I’ve posted videos before from DENA and each somehow defied my expectations. What is she actually doing there? Is this hip hop or dance music or pop? No idea, but I like more with every video she releases.

Video number three of the upcoming Unflesh album brings Gazelle Twin into a car wash, which she turns into some horrifying machinery. That reminds me that as a kid I found those rotating brushes so scary.

women-in-music:

Birthdays (20th July 2014)

  • Tobi Vail (45)
  • Marcia Hines (61)
  • Kim Carnes (69)

Many Happy Returns!

Bette Davis Eyes is one of the songs that are etched in my brain forever.

Over the roofs of #Greenpoint, #Brooklyn
#nyc

Over the roofs of #Greenpoint, #Brooklyn
#nyc

loveyouclaire:

Grimes @ TIME Festival. 
Fort York, Toronto July 19
Photos by Sarah Rix for liveinlimbo.com

(via grimes-claireboucher)

Realla Feat. Anderson Paak

New music from Tokimonsta is coming.

twigs directed this video for the Chicago rapper Lucki Eck$ (and make me break my rule to ignore any artist who uses the dollar sign in their name) and stars in it too. In fact it’s a twigs-y as it can get: it shows her getting ready for the night, which, unsurprisingly, involves a snake.

They are playing Captain Sensible Wot and Malcolm McLaren Buffalo Gals at Union Pool. Rap rocked in the early 80s.

via https://dayone.me/vKpzNR

Interview with Zola Jesus in The Fader:

Because it’s so different, I wanted to get it out of the way. “Dangerous Days” is actually an older song; I wrote it as a demo in 2011 for Conatus and it didn’t make the album because I thought it was too poppy. I was encouraged to finish it, and I was like, “No it’s so poppy I’m scared,” and then I just embraced it. I embraced what I’m good at which is writing pop songs. When I was done with it, I was proud of it because I didn’t feel the need to destroy it. So often when I write pop songs, I’m so ashamed of them that I need to cover cover them in noise or distortion. I like the fear that that “Dangerous Days” gives me.

Although I don’t dislike Dangerous Days it feels a little too much in the pop-side to me. I’m relieved that Zola Jesus sees it the same way.

via https://dayone.me/viwzPl

Live Soundtrack: Run-D.M.C - Run-D.M.C

Last week Elke and I were at an event of the City Museum of New York, which featured two well-known artists and designer, who started their career in the New York graffiti scene in the early 80s. One of them, Cey Adams, came to work for DefJam and designed covers for today iconic hip hop records. Back then, hip hop was rather an underground movement and not the multi-billion mainstream industry it is today. One of the upcoming acts at that time was Run-D.M.C from Queens.

I didn’t live in New York, but in a small city in Germany, which featured a large American garrison (we’re talking the height of the cold war time here), so we had access to the latest music from overseas, which was handed over and traded on cassettes. Then there was the summer of ‘83. I was on a summer camp with my school and we were lazily hanging out in the sun, listening to a boom box playing a cassette with tracks like Newcleus’ Jam on it, Man Parrish’s Hip Hop Be Bop (Don’t Stop) and also It’s Like That by Run-D.M.C.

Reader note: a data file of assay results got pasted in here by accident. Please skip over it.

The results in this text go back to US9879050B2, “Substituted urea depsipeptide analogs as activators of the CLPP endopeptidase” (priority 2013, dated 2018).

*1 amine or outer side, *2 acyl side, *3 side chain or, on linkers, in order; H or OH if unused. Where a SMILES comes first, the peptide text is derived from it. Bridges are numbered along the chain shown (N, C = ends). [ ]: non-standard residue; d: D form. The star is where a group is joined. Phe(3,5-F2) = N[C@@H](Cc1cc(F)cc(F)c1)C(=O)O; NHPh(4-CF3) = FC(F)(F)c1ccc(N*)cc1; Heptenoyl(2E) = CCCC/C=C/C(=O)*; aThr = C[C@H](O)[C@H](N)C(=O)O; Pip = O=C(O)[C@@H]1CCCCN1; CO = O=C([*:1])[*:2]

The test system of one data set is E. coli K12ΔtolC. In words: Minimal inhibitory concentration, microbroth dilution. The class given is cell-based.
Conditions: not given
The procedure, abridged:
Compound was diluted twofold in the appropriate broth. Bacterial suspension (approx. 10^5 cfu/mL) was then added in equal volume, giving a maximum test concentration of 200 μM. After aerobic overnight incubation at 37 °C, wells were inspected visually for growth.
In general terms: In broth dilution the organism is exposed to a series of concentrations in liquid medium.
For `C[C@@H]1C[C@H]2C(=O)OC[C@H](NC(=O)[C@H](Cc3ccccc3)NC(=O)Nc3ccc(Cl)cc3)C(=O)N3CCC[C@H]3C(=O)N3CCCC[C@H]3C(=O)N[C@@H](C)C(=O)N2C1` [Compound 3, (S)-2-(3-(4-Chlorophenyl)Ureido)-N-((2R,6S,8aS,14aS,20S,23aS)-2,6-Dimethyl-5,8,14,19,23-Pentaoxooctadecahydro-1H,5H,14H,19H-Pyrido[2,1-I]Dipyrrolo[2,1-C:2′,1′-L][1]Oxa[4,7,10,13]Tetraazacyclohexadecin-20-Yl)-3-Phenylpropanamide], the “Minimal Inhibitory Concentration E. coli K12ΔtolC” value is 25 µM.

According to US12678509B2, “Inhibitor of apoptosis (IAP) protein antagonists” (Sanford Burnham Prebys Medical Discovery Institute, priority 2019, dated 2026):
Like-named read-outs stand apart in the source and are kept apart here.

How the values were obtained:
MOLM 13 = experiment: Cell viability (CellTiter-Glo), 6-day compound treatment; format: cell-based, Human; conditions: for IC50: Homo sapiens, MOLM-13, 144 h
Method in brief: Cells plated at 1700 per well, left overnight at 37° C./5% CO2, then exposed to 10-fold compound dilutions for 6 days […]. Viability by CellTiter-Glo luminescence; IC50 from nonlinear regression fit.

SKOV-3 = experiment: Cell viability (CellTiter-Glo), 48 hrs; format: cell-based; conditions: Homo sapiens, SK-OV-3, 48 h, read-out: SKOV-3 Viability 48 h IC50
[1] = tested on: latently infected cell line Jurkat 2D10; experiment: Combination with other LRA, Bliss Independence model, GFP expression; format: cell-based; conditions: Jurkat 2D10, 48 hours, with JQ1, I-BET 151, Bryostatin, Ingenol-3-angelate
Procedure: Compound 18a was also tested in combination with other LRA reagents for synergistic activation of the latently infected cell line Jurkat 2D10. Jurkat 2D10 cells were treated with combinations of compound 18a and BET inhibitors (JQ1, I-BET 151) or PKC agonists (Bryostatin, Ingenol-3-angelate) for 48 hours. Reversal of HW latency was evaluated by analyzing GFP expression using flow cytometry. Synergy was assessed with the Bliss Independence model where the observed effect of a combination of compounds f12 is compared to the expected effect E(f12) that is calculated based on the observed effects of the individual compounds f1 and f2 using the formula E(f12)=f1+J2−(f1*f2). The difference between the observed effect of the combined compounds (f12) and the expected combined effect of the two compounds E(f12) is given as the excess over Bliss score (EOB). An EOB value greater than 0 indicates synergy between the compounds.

All of them could be good for a Life Soundtrack, but It’s Like That was arguable the song with the greatest impact. I loved the beat, the minimalistic instrumentation and the fact that is was so different from everything else. It was obscure music, nobody knew the band and I it took a while until the record was available, on import only for twice the normal price.

Today, of course, this album is regarded as one of the trailblazer for modern hip hop, taking a turn to a darker, heaver mood. Many of Run-D.M.C’s subsequent releases became major hits, for example their slightly annoying collaboration Walk This Way with Aerosmith. It’s Like that hadn’t seen its biggest time back then either: it became an international number one hit in a remixed version by Jason Nevins.

via https://dayone.me/vcpzWU

Live Soundtrack: Run-D.M.C - Run-D.M.C

Last week Elke and I were at an event of the City Museum of New York, which featured two well-known artists and designer, who started their career in the New York graffiti scene in the early 80s. One of them, Cey Adams, came to work for DefJam and designed covers for today iconic hip hop records. Back then, hip hop was rather an underground movement and not the multi-billion mainstream industry it is today. One of the upcoming acts at that time was Run-D.M.C from Queens.

I didn’t live in New York, but in a small city in Germany, which featured a large American garrison (we’re talking the height of the cold war time here), so we had access to the latest music from overseas, which was handed over and traded on cassettes. Then there was the summer of ‘83. I was on a summer camp with my school and we were lazily hanging out in the sun, listening to a boom box playing a cassette with tracks like Newcleus’ Jam on it, Man Parrish’s Hip Hop Be Bop (Don’t Stop) and also It’s Like That by Run-D.M.C.

All of them could be good for a Life Soundtrack, but It’s Like That was arguable the song with the greatest impact. I loved the beat, the minimalistic instrumentation and the fact that is was so different from everything else. It was obscure music, nobody knew the band and I it took a while until the record was available, on import only for twice the normal price.

Today, of course, this album is regarded as one of the trailblazer for modern hip hop, taking a turn to a darker, heaver mood. Many of Run-D.M.C’s subsequent releases became major hits, for example their slightly annoying collaboration Walk This Way with Aerosmith. It’s Like that hadn’t seen its biggest time back then either: it became an international number one hit in a remixed version by Jason Nevins.

via https://dayone.me/vcpzWU

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